After almost 2 years of planning, hundreds of YouTube videos, and over 2 months of traveling, we finally landed in Quartzsite, Arizona. Land of the eternal RV paradise and Mecca of the full time traveler. Finally, we were here.
And a week later, we left.
After all the hype and hoopla, all the videos and blogs extolling the wonders of this incredible promised land, to us at least, it fell flat.
To be fair, we tried. We tried very hard. First impressions weren’t fantastic, but we felt we had to give it a fair shake. After all, all the YouTube gurus swore it was the place to be for the winter.
But I’m still trying to figure out why.
Quartzsite itself is a tiny little town, situated in the desert where two highways cross, miles from anywhere. At first glance, it has a very run-down appearance. Corrugated metal pieces and plastic orange landscape fencing form boundaries between properties, front yards are full of all sorts of oxidized metal objects and other assorted junk, hand-painted, misspelled signs advertise shops and businesses. Civic pride seems to be all but non-existent, save for a couple of RV parks with a few well placed palm trees, and even those are just gravel parking lots.
When we stopped at the Long Term Visitors Area to purchase our permit for the winter, one of the very first things we were asked was “Do you have a way to securely lock up your generator? It’s the first thing they go after.”
Great, who’s “they”? I’ll sleep well tonight. And although nothing actually happened, the town was the kind of place that made me want to lock my doors while I drive through it. Just to be on the safe side.
There were a few ‘nice’ communities on the outskirts of town. Gated. This also didn’t do anything to settle my suspicions. Was it the influx of travelers and out-of-towners they were trying to keep at bay? Or their own townspeople? Everywhere you looked there was a definitive line drawn between the haves and the have-nots. What seemed to be lacking was a sign of any sort of middle ground anywhere. Townies were either at the top of the heap, or down-and-out, and the latter certainly made up the majority.
Small wonder. The reason becomes evident when you start shopping. Being miles from anywhere, I expected the prices in Quartzsite to be somewhat higher than larger towns, but wow! $4.35 for a loaf of bread? We’re outside the realm of reality here. Just about everything in Quartsite (except gas) fell into the higher price bracket. To the point where it made more sense to drive the 30 mile trip to Parker to get cheaper groceries, or even the 75 miles to Lake Havasu, if you wanted real selection. Which we did. Twice.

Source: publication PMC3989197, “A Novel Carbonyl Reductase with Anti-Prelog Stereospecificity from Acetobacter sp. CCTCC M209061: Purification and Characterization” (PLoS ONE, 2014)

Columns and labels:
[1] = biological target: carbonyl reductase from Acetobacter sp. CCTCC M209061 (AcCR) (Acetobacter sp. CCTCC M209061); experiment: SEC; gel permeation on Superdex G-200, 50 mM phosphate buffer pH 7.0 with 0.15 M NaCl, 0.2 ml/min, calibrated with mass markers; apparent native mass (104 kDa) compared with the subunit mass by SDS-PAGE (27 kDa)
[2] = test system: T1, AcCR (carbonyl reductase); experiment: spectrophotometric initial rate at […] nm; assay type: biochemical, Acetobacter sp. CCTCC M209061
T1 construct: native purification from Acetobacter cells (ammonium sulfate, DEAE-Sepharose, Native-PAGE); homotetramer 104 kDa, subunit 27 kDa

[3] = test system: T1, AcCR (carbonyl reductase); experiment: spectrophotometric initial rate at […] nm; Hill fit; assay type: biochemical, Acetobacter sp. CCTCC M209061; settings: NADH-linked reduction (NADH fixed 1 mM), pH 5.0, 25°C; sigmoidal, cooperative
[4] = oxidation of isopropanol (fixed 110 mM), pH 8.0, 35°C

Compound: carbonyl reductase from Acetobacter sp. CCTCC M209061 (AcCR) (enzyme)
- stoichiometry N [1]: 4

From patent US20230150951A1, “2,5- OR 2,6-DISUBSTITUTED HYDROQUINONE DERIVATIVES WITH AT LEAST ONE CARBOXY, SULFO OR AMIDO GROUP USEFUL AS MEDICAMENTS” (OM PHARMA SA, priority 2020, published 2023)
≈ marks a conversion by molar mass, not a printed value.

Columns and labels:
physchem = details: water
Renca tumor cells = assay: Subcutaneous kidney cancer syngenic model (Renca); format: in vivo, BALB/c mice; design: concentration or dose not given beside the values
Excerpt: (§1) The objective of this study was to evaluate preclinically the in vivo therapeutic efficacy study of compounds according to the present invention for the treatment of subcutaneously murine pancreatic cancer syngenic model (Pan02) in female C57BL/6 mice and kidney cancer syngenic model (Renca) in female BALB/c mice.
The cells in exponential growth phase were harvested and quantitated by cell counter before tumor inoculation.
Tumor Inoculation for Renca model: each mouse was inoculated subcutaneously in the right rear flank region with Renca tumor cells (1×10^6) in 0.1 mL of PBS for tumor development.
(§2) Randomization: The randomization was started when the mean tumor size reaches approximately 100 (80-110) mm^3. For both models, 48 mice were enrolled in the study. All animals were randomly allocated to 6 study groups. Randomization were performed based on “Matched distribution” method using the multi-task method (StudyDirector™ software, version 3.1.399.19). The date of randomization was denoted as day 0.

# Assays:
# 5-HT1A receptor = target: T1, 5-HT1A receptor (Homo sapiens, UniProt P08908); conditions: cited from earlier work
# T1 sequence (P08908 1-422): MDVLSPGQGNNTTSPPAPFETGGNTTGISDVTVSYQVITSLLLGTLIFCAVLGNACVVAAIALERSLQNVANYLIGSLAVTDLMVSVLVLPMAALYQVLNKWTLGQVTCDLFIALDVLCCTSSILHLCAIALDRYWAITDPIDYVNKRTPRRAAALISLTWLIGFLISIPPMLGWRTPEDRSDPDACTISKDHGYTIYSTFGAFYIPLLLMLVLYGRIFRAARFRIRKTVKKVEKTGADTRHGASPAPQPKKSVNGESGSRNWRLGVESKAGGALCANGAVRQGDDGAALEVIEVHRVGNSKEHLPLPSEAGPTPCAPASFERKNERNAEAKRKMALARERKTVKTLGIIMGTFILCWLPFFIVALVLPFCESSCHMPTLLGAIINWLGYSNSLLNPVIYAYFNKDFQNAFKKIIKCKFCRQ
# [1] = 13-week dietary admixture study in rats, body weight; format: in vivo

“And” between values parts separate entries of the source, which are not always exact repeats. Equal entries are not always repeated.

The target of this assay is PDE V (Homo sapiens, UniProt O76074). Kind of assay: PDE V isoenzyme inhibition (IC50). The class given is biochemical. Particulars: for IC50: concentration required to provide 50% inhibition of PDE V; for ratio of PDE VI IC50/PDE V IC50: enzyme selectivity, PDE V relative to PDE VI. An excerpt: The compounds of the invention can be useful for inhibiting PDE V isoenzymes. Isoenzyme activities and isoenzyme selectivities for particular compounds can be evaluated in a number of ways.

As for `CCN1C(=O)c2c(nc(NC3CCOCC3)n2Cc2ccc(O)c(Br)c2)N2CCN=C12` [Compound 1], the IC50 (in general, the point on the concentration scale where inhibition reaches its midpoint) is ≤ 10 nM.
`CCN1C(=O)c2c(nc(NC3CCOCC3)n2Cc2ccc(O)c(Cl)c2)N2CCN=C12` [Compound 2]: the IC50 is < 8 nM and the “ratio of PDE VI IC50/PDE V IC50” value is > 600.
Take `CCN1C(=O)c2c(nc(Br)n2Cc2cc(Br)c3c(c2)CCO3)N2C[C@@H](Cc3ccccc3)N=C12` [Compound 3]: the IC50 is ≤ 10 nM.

The other thing that everyone who loves Quartzsite seems to mention is the “Big Tent”, an enormous outdoor flea market geared toward RV’ers that goes on from November through to March. Again, I wish to be fair here. There are only a handful of vendors set up and selling right now, with the lion’s share of sellers to show up in January when things really get rocking. But the ones that are here seem to be intent on making their year’s income in a month or so. Prices were ridiculously high, like 20-30% higher than retail in some cases. I’m not sure where all the ‘great deals’ were that YouTube promised, but I didn’t see any. Perhaps the prices will drop when more competition shows up after the holidays. I certainly hope so for the shoppers who stay.
Please understand, this is not coming from some diva temper tantrum. I was raised in a very small town and I certainly wasn’t born with a silver spoon in my mouth. And I’m not warning anyone off or telling them not to go there. Go. Visit. Make up your own mind. I’m just giving you my take on the place. I wanted to like Quartzsite. After hearing about it for 2 years and all the wonderful things people said about it, I really wanted to like it. After all, we had planned to spend most of the winter here.
But I didn’t like it. And neither did Mike. To the point where I didn’t even bother to take any photos to post with this entry. It just wasn’t worth it.
So after a long heart-to-heart and a lengthy drive to check out the other areas that our winter permit covered, we found the Imperial Dam site just outside of Yuma. Out of the 7 LTVA areas, it has the most amenities (even showers) and the shopping in Yuma is far superior. We’ve only been here a day so far, but it already seems better. Time will tell.
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